The force of nature that is Chuck Wendig returns with an original urban fantasy novel, creating a brand new series for Abaddon Books.
Five years ago, it all went wrong for Cason Cole. He lost his wife and son, lost everything, and was bound into service to a man who chews up human lives and spits them out, a predator who holds nothing dear and respects no law. Now, as the man he both loves and hates lies dying at his feet, the sounds of the explosion still ringing in his ears, Cason is finally free. The gods and goddesses are real. A polytheistic pantheon—a tangle of divine hierarchies—once kept the world at an arm’s length, warring with one another for mankind’s belief and devotion. It was a grim and bloody balance, but a balance just the same. When one god triumphed, driving all other gods out of Heaven, it was back to the bad old days: cults and sycophants, and the terrible retribution the gods visit on those who spite them. None of which is going to stop Cason from getting back what’s his…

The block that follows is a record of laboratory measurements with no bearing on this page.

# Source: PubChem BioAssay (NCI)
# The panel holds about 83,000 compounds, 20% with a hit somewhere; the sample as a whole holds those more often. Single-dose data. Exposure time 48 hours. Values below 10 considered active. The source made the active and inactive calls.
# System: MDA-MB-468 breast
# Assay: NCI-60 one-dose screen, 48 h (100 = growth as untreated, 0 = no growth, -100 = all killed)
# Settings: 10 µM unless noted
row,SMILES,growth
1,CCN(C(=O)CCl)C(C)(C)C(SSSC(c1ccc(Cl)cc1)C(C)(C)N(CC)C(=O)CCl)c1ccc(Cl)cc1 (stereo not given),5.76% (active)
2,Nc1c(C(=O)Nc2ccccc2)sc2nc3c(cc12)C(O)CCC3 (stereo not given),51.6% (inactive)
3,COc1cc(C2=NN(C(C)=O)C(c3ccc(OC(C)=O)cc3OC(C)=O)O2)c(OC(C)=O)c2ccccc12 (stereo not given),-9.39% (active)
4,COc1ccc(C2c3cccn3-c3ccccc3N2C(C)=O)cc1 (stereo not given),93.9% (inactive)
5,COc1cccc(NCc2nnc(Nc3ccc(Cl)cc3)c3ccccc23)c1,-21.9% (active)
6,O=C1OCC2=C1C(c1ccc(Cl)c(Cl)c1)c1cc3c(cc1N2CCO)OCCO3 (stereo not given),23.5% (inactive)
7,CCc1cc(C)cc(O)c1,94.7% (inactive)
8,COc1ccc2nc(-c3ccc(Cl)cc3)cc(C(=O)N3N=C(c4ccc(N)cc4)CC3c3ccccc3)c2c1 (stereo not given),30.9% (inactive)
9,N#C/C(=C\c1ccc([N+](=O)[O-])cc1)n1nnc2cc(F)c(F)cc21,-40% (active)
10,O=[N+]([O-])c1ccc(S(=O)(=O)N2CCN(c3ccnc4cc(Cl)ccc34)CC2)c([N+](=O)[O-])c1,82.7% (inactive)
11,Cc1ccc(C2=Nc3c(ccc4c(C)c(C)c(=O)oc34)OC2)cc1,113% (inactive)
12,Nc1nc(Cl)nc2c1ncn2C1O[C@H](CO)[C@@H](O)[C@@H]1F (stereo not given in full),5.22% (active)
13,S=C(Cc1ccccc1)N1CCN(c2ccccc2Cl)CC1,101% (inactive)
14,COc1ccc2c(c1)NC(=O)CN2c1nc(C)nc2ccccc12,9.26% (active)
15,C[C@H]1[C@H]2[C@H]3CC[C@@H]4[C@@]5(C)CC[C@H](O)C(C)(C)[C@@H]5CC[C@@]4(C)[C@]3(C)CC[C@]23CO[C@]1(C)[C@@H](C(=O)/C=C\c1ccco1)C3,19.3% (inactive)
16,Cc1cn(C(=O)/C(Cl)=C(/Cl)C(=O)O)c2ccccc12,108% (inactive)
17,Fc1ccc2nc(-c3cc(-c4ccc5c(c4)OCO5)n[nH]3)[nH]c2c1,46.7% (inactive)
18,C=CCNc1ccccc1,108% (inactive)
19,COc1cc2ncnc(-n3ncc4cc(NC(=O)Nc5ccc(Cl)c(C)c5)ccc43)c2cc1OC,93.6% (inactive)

This story involves one of my favourite tropes – the gods have been dragged down to ground level and are now acting out their dramas on earth. Karissa Laurel did this in her Norse Chronicles series and it made me feel all warm inside.
This book didn’t make me feel quite so warm inside, it’s more action than character driven (character driven plots are my jam) and feels very much like the beginning of a series rather than a strong book in its own right. I suspect that the next book is going to be where the story comes into its own.
That said, the dialogue in this book is very witty and the humour as twisted as you could possibly ask for. Gods are blown up by hand-crafted incendiary devices and there’s a really pissed off unicorn being held captive somewhere – if it’s first rate divine action and violence you’ve hit the jackpot!
Cason, the main character, finds himself trapped between the real world and the manipulations of the gods. He’s a bit lacking in the personality front, but he keeps busy with his revenge plans against the gods who have stolen everything from him.
The gods are a mishmash of all the different pantheons, though with a particular focus on Native American and Greek. This includes some of their accepted backstories with a few modern day quirks, which is always fun! I would have preferred a little bit more mythology to give it a stronger flavour, but there was enough there to fill in the blanks if you’re not familiar with their mythologies.
All in all, this book wasn’t a great fit for me but I can appreciate the witty and to-the-point writing style and the direction this series is heading in.